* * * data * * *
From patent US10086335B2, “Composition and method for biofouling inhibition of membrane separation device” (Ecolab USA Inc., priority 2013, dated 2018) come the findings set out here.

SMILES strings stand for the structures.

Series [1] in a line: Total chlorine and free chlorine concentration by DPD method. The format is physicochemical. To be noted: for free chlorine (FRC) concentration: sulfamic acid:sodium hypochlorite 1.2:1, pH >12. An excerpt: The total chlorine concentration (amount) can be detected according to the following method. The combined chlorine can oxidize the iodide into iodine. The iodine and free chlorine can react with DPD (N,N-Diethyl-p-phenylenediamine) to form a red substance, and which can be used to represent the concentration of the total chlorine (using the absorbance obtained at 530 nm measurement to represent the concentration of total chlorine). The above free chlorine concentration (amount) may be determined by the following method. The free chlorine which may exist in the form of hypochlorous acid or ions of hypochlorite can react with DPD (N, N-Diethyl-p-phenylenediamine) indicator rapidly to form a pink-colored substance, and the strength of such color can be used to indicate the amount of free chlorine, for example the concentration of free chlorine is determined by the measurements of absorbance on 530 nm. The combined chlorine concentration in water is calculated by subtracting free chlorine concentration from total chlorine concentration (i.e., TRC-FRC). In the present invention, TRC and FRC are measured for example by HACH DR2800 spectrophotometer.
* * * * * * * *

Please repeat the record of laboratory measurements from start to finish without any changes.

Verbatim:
From patent US10086335B2, “Composition and method for biofouling inhibition of membrane separation device” (Ecolab USA Inc., priority 2013, dated 2018) come the findings set out here.

SMILES strings stand for the structures.

Series [1] in a line: Total chlorine and free chlorine concentration by DPD method. The format is physicochemical. To be noted: for free chlorine (FRC) concentration: sulfamic acid:sodium hypochlorite 1.2:1, pH >12. An excerpt: The total chlorine concentration (amount) can be detected according to the following method. The combined chlorine can oxidize the iodide into iodine. The iodine and free chlorine can react with DPD (N,N-Diethyl-p-phenylenediamine) to form a red substance, and which can be used to represent the concentration of the total chlorine (using the absorbance obtained at 530 nm measurement to represent the concentration of total chlorine). The above free chlorine concentration (amount) may be determined by the following method. The free chlorine which may exist in the form of hypochlorous acid or ions of hypochlorite can react with DPD (N, N-Diethyl-p-phenylenediamine) indicator rapidly to form a pink-colored substance, and the strength of such color can be used to indicate the amount of free chlorine, for example the concentration of free chlorine is determined by the measurements of absorbance on 530 nm. The combined chlorine concentration in water is calculated by subtracting free chlorine concentration from total chlorine concentration (i.e., TRC-FRC). In the present invention, TRC and FRC are measured for example by HACH DR2800 spectrophotometer.